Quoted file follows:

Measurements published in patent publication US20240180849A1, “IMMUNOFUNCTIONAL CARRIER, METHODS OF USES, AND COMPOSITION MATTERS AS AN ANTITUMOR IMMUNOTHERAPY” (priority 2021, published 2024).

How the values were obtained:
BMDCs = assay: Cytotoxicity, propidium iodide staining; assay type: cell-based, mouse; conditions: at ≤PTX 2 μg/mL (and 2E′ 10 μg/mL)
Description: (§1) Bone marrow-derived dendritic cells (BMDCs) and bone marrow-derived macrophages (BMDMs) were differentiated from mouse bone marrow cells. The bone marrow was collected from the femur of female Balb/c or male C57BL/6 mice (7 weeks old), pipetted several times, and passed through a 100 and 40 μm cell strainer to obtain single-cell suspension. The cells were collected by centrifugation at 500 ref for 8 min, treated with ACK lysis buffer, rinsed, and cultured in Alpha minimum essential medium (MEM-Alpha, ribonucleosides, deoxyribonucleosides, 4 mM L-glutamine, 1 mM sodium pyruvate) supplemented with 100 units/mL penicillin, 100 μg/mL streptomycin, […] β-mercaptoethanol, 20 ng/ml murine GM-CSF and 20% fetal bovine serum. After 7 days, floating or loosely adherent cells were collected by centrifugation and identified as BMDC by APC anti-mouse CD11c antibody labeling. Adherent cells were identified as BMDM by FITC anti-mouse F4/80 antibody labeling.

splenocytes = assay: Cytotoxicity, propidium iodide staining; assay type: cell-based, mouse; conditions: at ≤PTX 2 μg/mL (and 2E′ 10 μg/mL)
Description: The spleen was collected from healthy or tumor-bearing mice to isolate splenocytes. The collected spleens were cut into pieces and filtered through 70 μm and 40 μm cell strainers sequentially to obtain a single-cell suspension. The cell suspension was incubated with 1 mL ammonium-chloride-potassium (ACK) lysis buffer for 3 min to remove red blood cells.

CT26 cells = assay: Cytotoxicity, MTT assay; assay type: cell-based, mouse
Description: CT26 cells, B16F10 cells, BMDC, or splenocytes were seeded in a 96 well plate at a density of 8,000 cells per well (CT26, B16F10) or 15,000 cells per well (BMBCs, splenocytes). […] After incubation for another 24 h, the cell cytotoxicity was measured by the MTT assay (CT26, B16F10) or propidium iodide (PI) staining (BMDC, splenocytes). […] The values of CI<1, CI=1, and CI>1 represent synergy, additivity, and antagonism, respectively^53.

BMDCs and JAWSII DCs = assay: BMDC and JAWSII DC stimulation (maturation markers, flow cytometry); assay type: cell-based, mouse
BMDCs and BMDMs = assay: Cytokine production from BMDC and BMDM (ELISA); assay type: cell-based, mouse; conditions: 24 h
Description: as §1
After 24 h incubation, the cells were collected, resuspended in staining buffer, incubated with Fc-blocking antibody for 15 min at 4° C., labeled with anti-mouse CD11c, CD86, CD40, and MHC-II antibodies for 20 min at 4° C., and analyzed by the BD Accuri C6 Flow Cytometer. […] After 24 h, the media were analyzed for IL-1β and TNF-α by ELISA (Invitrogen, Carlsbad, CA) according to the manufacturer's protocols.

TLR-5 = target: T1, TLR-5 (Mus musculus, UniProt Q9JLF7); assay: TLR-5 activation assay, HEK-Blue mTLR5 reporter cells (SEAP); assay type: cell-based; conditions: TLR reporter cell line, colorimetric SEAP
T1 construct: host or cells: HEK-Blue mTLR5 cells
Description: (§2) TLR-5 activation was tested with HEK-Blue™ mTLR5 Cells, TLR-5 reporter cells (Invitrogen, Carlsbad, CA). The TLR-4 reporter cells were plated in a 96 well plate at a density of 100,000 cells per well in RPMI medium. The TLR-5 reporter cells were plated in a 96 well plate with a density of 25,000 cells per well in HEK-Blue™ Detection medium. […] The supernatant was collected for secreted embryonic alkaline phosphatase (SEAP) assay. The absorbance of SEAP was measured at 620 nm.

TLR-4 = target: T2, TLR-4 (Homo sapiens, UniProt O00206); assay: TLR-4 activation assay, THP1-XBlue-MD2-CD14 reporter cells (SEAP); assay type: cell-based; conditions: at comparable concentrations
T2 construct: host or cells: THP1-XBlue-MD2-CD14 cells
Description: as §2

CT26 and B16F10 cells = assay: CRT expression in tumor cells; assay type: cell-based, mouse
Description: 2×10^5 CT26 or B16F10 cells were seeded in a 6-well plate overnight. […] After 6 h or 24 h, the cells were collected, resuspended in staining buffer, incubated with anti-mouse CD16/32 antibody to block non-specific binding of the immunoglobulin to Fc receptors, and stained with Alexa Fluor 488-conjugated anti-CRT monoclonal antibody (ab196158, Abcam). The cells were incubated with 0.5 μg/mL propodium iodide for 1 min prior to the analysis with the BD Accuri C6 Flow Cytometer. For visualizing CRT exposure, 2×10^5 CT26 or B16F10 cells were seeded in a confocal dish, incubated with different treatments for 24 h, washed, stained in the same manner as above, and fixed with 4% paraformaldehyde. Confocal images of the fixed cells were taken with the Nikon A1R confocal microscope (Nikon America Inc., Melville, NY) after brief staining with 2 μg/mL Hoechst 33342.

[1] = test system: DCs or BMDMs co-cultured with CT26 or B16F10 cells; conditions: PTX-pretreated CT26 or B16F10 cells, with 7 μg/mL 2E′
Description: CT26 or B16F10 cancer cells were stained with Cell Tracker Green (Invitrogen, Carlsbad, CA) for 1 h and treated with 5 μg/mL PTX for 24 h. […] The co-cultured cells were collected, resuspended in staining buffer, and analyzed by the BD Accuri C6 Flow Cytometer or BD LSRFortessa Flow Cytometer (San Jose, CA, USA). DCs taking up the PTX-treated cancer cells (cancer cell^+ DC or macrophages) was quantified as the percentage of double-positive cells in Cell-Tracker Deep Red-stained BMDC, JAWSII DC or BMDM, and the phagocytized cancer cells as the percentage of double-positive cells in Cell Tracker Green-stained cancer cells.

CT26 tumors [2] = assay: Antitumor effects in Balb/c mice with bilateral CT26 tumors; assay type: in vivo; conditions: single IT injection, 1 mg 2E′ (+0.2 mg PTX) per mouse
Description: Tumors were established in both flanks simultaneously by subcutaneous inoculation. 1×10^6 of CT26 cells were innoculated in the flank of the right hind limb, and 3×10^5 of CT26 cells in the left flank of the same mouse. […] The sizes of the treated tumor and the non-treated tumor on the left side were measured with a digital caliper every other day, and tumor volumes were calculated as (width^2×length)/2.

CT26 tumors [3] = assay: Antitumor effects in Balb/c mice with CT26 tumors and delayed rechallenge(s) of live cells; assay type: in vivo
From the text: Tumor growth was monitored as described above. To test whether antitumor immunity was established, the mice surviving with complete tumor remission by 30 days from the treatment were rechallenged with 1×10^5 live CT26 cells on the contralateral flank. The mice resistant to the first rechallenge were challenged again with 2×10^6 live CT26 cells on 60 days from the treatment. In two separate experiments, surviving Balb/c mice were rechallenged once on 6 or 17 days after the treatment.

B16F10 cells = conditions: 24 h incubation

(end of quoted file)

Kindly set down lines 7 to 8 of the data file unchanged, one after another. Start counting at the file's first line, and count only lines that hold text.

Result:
CT26 cells = assay: Cytotoxicity, MTT assay; assay type: cell-based, mouse
Description: CT26 cells, B16F10 cells, BMDC, or splenocytes were seeded in a 96 well plate at a density of 8,000 cells per well (CT26, B16F10) or 15,000 cells per well (BMBCs, splenocytes). […] After incubation for another 24 h, the cell cytotoxicity was measured by the MTT assay (CT26, B16F10) or propidium iodide (PI) staining (BMDC, splenocytes). […] The values of CI<1, CI=1, and CI>1 represent synergy, additivity, and antagonism, respectively^53.